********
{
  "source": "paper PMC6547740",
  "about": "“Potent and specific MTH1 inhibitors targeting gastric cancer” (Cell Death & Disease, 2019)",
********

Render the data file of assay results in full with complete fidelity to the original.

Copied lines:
{
  "source": "paper PMC6547740",
  "about": "“Potent and specific MTH1 inhibitors targeting gastric cancer” (Cell Death & Disease, 2019)",